Coast guard pulls up anchor on Manitoba, northwestern Ontario waterways: union
Agency to end service in Gimli, Selkirk, Kenora, says Union of Canadian Transportation Employees
The days are numbered for Canadian Coast Guard stations on inland shores in Manitoba and northwestern Ontario, say officials from the union that represents coast guard employees.
The federal coast guard agency provides search and rescue operations on Lake Winnipeg, the Red River and Lake of the Woods in Ontario.
All services were to end in Kenora, Ont., and Selkirk as of Thursday night, said Christine Collins, president of the Union of Canadian Transportation Employees.
The coast guard will continue to provide navigational aid out of the Gimli harbour until an alternative is identified to replace the services in the area, Collins said.
"We're still trying to clarify what the situation is, but when you've got small communities, it's difficult for those that are impacted," Collins said, adding the union has been receiving conflicting messages about the imminent closures.
"If you come from a small community, you're not always prepared or able to just uproot and move elsewhere."
There are five employees and one ship — the Vakta — in Gimli that perform navigational and search and rescue duties, Collins said. Coast guard employees have received letters that their jobs will be affected, but no one has received layoff notices yet, Collins said.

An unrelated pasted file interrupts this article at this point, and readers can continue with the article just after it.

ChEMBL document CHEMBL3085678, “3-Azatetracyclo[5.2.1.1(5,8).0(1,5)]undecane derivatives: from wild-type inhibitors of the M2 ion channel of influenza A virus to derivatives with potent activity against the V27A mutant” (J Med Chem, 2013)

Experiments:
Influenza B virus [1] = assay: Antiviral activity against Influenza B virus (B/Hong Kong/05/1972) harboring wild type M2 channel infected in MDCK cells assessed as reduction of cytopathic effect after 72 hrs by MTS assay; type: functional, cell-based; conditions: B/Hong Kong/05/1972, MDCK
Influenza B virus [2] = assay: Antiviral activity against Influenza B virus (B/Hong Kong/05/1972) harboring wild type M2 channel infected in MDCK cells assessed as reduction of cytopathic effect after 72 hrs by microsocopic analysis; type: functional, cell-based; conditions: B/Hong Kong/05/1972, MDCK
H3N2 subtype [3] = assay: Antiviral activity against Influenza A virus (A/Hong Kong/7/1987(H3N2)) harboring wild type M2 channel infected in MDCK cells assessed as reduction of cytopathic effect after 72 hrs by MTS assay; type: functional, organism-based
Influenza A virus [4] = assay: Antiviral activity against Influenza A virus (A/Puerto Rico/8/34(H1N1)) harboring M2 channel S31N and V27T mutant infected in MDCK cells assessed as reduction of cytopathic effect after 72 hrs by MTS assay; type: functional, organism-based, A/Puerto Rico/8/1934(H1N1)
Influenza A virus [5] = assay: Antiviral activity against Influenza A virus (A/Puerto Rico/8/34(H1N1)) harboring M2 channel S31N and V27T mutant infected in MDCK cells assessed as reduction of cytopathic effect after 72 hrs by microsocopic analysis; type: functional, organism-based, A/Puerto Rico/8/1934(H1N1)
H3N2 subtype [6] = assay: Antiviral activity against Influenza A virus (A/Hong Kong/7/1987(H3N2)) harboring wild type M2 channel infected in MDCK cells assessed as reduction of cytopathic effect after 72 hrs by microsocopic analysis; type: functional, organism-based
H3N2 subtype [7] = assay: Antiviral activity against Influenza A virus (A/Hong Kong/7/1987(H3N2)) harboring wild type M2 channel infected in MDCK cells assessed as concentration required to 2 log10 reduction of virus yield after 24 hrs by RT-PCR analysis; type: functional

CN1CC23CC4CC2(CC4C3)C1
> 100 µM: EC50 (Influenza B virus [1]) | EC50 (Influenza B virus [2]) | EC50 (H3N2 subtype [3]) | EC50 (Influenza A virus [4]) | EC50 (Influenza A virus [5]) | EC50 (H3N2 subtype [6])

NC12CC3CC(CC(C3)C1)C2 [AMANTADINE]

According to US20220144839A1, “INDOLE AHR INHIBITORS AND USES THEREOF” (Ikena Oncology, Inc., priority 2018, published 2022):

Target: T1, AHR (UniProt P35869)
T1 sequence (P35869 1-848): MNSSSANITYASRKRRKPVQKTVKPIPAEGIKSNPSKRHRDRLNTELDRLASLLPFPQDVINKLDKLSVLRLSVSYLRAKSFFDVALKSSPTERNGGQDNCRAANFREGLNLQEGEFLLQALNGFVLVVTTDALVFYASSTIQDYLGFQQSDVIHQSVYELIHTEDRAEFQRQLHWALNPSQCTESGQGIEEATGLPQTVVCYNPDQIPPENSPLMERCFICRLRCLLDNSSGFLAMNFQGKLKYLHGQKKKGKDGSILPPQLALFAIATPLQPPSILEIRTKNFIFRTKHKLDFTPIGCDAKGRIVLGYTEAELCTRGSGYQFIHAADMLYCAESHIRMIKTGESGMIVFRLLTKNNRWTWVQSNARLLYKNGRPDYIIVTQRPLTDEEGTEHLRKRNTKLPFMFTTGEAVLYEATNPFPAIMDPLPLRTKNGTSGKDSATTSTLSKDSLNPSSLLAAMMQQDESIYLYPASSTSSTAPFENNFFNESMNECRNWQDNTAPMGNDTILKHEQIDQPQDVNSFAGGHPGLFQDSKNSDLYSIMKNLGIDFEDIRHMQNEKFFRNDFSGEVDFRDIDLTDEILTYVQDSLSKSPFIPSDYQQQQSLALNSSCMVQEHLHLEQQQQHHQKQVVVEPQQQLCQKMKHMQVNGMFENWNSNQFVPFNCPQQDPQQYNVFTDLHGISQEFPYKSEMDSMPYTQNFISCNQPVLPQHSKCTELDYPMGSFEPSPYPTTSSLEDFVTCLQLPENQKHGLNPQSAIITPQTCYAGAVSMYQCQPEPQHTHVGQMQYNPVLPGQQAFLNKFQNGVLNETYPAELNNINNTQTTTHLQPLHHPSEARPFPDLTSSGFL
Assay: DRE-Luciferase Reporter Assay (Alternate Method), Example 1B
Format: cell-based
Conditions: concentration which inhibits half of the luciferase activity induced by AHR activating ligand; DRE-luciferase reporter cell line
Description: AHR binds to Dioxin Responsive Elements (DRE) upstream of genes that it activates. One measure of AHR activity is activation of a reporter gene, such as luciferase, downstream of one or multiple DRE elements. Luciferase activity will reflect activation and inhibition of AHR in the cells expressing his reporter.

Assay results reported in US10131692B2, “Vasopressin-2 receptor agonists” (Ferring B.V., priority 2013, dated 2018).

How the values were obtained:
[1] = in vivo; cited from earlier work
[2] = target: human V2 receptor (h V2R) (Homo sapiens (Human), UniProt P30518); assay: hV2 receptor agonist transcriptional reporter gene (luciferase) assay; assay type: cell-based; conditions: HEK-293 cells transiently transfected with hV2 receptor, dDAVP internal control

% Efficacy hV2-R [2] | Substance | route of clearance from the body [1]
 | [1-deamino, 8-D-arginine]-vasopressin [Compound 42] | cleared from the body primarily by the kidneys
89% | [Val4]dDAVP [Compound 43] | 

A request for comment from the coast guard was not immediately returned.
Coast guard mandate has changed: union
Coast guard administration has stated navigational services provided through its internal waterways program are no longer part of the agency's core mandate, Collins said, and funding for the inland service has been discontinued.
On top of rescuing stranded boaters, the coast guard provides helpful tips on navigating waterways that might have reefs or other obstacles. Collins said for boaters regularly on Lake Winnipeg, the lack of presence means they will no longer have an authority where they can direct those questions.
"There's a safety aspect just reading the water," Collins said. "If there's nobody to give them that kind of information, it would be a little bit of concern. There's certainly safety concerns if they close it down and don't have search and rescue."
Robert Kristjanson has been a commercial fisherman on Lake Winnipeg for decades. He said he has supported the coast guard presence in Gimli for 35 years and it would be "nonsense" at this point to kill the station.
"We have a huge body of water out here," he said. "We must have coast guard on Lake Winnipeg."
James Bezan, member of Parliament for Selkirk-Interlake-Eastman and Conservative defence critic, criticized the government's move to eliminate the stations.
"Seems to me that they are running away from their responsibilities," he said. "It always was part of their responsibilities. It was part of the program. It's been going on for decades.
"And for now, to have them walk away from it, seems to me that they've pivoted away from that policy."
Bezan has called on the federal government to keep funding the station at Gimli, saying he's worried about safety for navigators.
"A lot of people travel up and down the [Red] river at high speed, and if the buoys aren't out there and they hit a rock, you know, somebody's going to get hurt," he said. "And we don't want to see that happen."